CHICAGO - Chicago Bears great Steve 'Mongo' McMichael has revealed he has Lou Gehrig's disease -- or ALS -- a progressive nervous system disease.
McMichael is a five-time NFL All-Pro, Super Bowl champion for the 1985 Bears team, and former professional wrestler. However, he admits this is one fight he cannot win.
McMichael, 63, had been experiencing tingling in his arms for some time that he figured was a neck or spine issue stemming from his playing days or his work as a professional wrestler. A neurosurgeon at the Mayo Clinic suggested in September he had Lou Gehrig’s disease. McMichael sought other opinions, and in January, doctors in Chicago confirmed the diagnosis.
According to the Chicago Tribune, McMichael now uses a high-tech wheelchair, with both a "sip and puff" straw and head controls for steering.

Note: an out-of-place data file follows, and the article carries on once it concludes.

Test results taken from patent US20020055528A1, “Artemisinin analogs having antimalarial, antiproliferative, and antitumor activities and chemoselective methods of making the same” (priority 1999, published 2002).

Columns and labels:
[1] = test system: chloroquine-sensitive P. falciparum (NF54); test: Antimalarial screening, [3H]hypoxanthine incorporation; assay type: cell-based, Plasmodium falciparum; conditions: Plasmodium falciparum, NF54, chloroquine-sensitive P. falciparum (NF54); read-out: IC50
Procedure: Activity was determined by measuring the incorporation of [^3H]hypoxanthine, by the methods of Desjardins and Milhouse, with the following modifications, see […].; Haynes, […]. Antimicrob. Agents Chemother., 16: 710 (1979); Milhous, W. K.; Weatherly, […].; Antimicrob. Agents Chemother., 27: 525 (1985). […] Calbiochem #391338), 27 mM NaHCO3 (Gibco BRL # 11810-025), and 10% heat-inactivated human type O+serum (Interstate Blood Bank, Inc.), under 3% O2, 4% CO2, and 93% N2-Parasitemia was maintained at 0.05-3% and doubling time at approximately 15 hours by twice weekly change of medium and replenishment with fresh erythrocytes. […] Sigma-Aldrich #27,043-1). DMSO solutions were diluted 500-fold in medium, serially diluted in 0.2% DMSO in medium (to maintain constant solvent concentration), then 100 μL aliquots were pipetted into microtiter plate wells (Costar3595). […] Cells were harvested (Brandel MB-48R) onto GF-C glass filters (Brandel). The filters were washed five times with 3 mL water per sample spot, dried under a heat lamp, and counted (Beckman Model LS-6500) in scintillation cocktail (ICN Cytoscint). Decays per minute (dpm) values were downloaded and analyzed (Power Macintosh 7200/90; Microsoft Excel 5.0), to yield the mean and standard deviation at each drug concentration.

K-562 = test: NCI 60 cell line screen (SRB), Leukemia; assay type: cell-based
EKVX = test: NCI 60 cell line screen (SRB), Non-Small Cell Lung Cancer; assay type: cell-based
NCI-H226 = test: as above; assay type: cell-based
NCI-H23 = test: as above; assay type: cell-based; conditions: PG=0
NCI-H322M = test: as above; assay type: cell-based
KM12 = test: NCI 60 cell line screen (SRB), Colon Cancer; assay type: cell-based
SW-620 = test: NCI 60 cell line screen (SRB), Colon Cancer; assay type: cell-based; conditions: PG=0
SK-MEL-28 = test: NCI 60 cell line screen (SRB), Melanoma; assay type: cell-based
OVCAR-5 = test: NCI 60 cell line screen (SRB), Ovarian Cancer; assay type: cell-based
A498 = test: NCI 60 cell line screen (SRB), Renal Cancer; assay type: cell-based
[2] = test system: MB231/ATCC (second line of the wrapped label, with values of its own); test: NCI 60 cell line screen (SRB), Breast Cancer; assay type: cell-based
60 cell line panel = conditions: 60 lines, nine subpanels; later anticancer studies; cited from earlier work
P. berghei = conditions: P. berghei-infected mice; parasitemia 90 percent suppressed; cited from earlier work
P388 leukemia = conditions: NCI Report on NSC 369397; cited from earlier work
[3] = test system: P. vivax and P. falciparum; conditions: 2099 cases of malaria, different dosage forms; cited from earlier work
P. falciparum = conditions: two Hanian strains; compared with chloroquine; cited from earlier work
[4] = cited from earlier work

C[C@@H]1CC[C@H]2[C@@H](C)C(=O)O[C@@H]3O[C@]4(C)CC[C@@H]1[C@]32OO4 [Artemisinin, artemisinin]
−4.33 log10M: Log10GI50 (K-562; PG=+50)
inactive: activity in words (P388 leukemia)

"I promise you, this epitaph that I’m going to have on me now? This ain’t ever how I envisioned this was going to end," McMichael told the Tribune.
But his humor remains, also telling the Tribune, "I thought I was ready for anything. But man. This will sneak up on you like a cheap-shotting Green Bay Packer."
Chicago Bears defensive tackle Steve McMichael (76) watching the offense during the Bears 47-17 victory over the Tampa Bay Baccaneers on 9/26/1993 at Soldier Field in Chicago Illinois. (Photo by Peter Brouillet/Getty Images)
The Chicago Tribune reports McMichael will no longer make public appearances, which includes his on-air analysis of the Bears on ESPN and performances with his band, "The Chicago Six."
With his booming voice and larger-than-life personality, McMichael has been a fixture for decades in Chicago. Drafted out of Texas by New England in the third round in 1980, he was cut by the Patriots a year later. He signed with the Bears and spent 13 seasons with them.
McMichael was an All-Pro in 1985 and 1987. He played in a franchise-record 191 consecutive games from 1981 to 1993 and ranks second to Richard Dent on the Bears’ all-time sacks list with 92 1/2. His final season was with Green Bay in 1994.
The Associated Press contributed to this report.